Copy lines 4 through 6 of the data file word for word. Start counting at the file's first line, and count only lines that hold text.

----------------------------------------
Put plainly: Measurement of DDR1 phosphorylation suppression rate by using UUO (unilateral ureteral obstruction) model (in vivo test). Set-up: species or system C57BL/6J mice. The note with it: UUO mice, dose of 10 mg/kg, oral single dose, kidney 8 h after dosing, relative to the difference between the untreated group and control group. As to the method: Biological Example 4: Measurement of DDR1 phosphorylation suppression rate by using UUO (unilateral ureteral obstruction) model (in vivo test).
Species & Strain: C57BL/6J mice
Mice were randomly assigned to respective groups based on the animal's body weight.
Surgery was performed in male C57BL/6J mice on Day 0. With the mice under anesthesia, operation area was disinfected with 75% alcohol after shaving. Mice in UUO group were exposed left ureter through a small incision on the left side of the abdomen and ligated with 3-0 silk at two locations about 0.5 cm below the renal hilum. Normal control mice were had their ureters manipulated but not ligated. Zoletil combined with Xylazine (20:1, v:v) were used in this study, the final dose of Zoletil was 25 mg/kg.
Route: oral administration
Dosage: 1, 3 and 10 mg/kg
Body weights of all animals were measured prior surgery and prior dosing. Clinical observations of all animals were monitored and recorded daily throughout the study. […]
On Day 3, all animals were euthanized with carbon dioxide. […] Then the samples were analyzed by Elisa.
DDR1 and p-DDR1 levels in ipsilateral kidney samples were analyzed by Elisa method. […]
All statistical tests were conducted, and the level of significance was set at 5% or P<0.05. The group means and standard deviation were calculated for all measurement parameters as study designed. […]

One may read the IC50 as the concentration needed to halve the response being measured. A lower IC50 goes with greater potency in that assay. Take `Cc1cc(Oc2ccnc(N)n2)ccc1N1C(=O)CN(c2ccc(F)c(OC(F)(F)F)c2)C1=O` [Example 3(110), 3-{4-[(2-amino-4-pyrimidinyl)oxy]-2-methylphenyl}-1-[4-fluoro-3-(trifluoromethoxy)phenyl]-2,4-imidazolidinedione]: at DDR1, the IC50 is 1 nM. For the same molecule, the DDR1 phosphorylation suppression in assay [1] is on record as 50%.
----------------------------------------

Surgery was performed in male C57BL/6J mice on Day 0. With the mice under anesthesia, operation area was disinfected with 75% alcohol after shaving. Mice in UUO group were exposed left ureter through a small incision on the left side of the abdomen and ligated with 3-0 silk at two locations about 0.5 cm below the renal hilum. Normal control mice were had their ureters manipulated but not ligated. Zoletil combined with Xylazine (20:1, v:v) were used in this study, the final dose of Zoletil was 25 mg/kg.
Route: oral administration
Dosage: 1, 3 and 10 mg/kg